One of the ongoing challenges, for convergence in Higher Education, is the actual support of academics in the implementation of efficient learning procedures that lead to effective learning outcomes and bring about a student- centric setting. This is particularly difficult, however, as many university academics seem to have different and varying perceptions of what is student-centric teaching and have also limited instructional training in non-traditional transmission pedagogies. On the other hand, many academics underestimate the value of teaching since they have to secure employment contracts or promotion through productive research, rather than teaching approaches (Reid & Johnston, 1999).

Moreover, empirical evidence is still scarce as to how effective universities have been in providing, student-focused, knowledge-centric, interactive, flexible and personalised learning experiences (Molebash, 2010; Plants & Rose, 2010) that move away the emphasis from the teacher to the student.

Furthermore, over the past two decades the massification of Higher Education coincided with a record high unemployment rates. In fact, the European graduates of 2013 especially from South/East Europe are facing one of the most difficult employment challenges of the last century. Yet, few attempts have been made to examine the effectiveness of the learning experience these students receive. Higher Education has the responsibility to prepare its students with adequate skills to cope with unpredictable challenges that may not even exist at present. The acquisition of these new competencies requires a commitment from the policy makers that places students at the heart of HE (Shapiro et al., 2008). These cannot be achieved through traditional teaching means.

Key Terms in this Chapter

Categories of Conceptions: Research results have repeatedly shown that university teachers conceptions about teaching can be experienced in a limited number of qualitatively different ways referred to as categories.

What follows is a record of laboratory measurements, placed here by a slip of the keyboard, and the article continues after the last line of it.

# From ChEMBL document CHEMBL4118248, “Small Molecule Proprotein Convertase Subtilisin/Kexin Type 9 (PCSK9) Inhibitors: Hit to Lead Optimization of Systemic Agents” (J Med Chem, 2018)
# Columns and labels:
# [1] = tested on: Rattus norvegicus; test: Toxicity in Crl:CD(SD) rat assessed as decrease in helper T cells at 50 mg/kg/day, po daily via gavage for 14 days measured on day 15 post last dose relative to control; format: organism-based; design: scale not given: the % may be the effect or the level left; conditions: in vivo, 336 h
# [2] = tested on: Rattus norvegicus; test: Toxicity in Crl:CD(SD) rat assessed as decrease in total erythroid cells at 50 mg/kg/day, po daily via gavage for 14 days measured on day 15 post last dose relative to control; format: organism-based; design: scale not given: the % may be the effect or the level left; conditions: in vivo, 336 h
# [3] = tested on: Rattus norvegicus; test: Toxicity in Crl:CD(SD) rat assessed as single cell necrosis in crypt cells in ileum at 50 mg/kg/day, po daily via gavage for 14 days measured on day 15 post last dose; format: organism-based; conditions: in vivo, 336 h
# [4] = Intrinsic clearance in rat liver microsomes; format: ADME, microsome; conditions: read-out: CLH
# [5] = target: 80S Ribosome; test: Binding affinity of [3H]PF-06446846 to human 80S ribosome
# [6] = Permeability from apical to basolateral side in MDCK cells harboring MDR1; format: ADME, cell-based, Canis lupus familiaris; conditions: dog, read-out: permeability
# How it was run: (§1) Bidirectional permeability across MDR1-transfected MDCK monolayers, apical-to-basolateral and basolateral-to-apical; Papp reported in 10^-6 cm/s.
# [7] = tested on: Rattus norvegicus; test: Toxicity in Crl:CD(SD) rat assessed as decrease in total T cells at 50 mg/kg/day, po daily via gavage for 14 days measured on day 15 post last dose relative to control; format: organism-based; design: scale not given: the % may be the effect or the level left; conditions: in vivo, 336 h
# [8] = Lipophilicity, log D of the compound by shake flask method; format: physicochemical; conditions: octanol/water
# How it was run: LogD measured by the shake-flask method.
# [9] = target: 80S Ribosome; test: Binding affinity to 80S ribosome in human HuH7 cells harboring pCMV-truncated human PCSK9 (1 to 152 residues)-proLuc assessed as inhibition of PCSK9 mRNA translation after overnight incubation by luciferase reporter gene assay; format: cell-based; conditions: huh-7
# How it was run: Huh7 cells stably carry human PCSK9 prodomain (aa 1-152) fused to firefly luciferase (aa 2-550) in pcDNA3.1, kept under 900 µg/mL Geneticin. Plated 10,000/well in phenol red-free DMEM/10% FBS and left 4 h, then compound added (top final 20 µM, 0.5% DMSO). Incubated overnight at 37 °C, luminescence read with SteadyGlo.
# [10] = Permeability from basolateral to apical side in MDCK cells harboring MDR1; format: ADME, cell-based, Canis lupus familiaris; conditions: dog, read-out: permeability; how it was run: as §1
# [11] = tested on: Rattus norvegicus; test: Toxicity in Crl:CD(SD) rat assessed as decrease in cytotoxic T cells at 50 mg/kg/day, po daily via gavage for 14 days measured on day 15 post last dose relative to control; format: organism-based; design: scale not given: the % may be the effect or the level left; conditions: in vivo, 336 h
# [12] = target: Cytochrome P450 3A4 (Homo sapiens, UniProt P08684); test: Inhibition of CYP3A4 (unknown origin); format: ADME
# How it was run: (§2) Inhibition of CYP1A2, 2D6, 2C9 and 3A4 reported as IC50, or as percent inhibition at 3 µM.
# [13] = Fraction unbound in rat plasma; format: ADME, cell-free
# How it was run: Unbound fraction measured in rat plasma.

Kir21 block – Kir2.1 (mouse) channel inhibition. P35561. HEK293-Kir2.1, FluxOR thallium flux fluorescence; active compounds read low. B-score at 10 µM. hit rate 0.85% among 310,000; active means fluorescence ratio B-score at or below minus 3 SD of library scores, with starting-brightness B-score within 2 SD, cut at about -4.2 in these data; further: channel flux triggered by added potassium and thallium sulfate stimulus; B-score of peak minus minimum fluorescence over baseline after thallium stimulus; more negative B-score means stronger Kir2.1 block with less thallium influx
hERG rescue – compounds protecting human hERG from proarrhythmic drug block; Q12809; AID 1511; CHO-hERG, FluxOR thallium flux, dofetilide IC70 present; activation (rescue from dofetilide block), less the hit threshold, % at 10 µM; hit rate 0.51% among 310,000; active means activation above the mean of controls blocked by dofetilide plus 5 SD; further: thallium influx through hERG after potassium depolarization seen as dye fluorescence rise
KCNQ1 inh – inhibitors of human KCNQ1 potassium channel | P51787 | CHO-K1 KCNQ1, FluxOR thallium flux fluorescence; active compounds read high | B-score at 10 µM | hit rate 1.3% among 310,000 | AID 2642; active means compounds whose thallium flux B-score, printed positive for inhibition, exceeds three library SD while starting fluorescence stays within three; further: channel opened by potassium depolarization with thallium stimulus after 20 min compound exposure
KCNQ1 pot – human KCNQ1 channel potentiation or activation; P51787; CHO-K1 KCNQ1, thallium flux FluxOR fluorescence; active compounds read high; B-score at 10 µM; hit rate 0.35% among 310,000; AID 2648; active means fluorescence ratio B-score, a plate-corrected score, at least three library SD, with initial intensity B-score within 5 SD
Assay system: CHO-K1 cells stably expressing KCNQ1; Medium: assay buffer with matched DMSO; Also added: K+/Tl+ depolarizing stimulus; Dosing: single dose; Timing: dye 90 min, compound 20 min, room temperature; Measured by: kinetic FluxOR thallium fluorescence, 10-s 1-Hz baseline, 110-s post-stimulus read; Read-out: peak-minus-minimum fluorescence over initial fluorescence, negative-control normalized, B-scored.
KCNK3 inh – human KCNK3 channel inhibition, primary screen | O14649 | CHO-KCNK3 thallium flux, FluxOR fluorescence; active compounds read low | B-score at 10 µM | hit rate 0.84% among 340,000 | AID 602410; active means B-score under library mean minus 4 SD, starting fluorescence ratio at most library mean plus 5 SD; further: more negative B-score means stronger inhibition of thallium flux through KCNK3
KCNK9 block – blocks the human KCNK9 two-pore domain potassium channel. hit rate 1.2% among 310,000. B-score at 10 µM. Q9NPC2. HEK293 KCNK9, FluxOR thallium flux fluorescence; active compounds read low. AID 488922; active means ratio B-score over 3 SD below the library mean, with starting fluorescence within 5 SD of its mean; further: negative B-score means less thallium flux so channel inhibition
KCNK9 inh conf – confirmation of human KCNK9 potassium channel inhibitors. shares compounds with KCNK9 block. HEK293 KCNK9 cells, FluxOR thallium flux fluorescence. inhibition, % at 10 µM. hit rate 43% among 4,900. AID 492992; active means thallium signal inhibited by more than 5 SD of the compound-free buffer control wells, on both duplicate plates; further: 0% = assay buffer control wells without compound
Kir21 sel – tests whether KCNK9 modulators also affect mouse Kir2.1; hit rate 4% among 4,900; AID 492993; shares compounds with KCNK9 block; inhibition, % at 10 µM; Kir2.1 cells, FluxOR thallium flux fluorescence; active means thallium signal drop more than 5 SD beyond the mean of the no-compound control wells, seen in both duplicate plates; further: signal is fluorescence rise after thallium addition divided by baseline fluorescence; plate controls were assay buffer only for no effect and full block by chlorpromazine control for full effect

Higher Level Categories: Are described as the conceptions of teaching which regard the construction of knowledge as the responsibility of the students. Hence, the students become accountable for their own learning and opinions and thus, these conceptions may be also described as ‘student-dependent’.

Lower Level Categories: Are described as the conceptions of teaching which regard knowledge as certain and where there is always a right answer. Hence, these conceptions may be also referred to as ‘lecturer-dependent’ as the student is dependent on the lecturer for knowledge.

Phenomenography: Is a theory of learning based on the variation of experiences and explains how an individual might come to see, understand, or experience a given phenomenon at a certain time.

Teacher-Centered: The teacher is the expert of knowledge and concentrates on what to teach their students rather than how to make them learn.

Conceptions: The conscious or subconscious beliefs, concepts, meanings, and perceptions of how a lecturer experience teaching.

Student-Centered: Makes the assumption that knowledge should be constructed by students and that the lecturer should act as a facilitator rather than the expert of knowledge.